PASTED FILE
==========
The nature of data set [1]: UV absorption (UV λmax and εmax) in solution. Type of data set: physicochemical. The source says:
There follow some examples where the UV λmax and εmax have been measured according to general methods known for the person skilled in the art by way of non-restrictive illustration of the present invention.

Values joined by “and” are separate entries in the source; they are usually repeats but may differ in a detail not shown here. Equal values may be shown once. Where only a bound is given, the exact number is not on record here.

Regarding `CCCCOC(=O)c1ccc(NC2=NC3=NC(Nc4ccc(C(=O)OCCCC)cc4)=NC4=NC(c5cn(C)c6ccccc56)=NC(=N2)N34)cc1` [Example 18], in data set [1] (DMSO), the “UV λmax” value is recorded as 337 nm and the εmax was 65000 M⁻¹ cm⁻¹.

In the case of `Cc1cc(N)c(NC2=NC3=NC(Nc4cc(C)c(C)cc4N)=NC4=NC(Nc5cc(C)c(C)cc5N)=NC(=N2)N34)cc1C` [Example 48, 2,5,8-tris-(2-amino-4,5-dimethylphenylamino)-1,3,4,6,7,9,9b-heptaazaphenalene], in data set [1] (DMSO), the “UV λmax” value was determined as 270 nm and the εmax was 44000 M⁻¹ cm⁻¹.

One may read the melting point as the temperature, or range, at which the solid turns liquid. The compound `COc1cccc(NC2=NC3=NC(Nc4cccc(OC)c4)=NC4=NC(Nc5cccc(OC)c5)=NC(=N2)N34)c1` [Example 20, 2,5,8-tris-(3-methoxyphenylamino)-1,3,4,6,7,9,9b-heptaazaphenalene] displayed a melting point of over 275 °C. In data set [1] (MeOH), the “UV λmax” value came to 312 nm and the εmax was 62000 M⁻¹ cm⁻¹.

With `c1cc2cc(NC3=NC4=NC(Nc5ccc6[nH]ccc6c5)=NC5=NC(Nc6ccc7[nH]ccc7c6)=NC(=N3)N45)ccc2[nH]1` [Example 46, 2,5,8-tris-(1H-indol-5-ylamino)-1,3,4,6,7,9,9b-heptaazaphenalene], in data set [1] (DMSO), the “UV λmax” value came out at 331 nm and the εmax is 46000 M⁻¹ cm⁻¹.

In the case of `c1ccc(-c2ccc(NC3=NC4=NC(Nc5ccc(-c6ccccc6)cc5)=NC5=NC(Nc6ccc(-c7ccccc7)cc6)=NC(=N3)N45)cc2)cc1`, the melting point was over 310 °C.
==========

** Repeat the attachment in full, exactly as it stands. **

The nature of data set [1]: UV absorption (UV λmax and εmax) in solution. Type of data set: physicochemical. The source says:
There follow some examples where the UV λmax and εmax have been measured according to general methods known for the person skilled in the art by way of non-restrictive illustration of the present invention.

Values joined by “and” are separate entries in the source; they are usually repeats but may differ in a detail not shown here. Equal values may be shown once. Where only a bound is given, the exact number is not on record here.

Regarding `CCCCOC(=O)c1ccc(NC2=NC3=NC(Nc4ccc(C(=O)OCCCC)cc4)=NC4=NC(c5cn(C)c6ccccc56)=NC(=N2)N34)cc1` [Example 18], in data set [1] (DMSO), the “UV λmax” value is recorded as 337 nm and the εmax was 65000 M⁻¹ cm⁻¹.

In the case of `Cc1cc(N)c(NC2=NC3=NC(Nc4cc(C)c(C)cc4N)=NC4=NC(Nc5cc(C)c(C)cc5N)=NC(=N2)N34)cc1C` [Example 48, 2,5,8-tris-(2-amino-4,5-dimethylphenylamino)-1,3,4,6,7,9,9b-heptaazaphenalene], in data set [1] (DMSO), the “UV λmax” value was determined as 270 nm and the εmax was 44000 M⁻¹ cm⁻¹.

One may read the melting point as the temperature, or range, at which the solid turns liquid. The compound `COc1cccc(NC2=NC3=NC(Nc4cccc(OC)c4)=NC4=NC(Nc5cccc(OC)c5)=NC(=N2)N34)c1` [Example 20, 2,5,8-tris-(3-methoxyphenylamino)-1,3,4,6,7,9,9b-heptaazaphenalene] displayed a melting point of over 275 °C. In data set [1] (MeOH), the “UV λmax” value came to 312 nm and the εmax was 62000 M⁻¹ cm⁻¹.

With `c1cc2cc(NC3=NC4=NC(Nc5ccc6[nH]ccc6c5)=NC5=NC(Nc6ccc7[nH]ccc7c6)=NC(=N3)N45)ccc2[nH]1` [Example 46, 2,5,8-tris-(1H-indol-5-ylamino)-1,3,4,6,7,9,9b-heptaazaphenalene], in data set [1] (DMSO), the “UV λmax” value came out at 331 nm and the εmax is 46000 M⁻¹ cm⁻¹.

In the case of `c1ccc(-c2ccc(NC3=NC4=NC(Nc5ccc(-c6ccccc6)cc5)=NC5=NC(Nc6ccc(-c7ccccc7)cc6)=NC(=N3)N45)cc2)cc1`, the melting point was over 310 °C.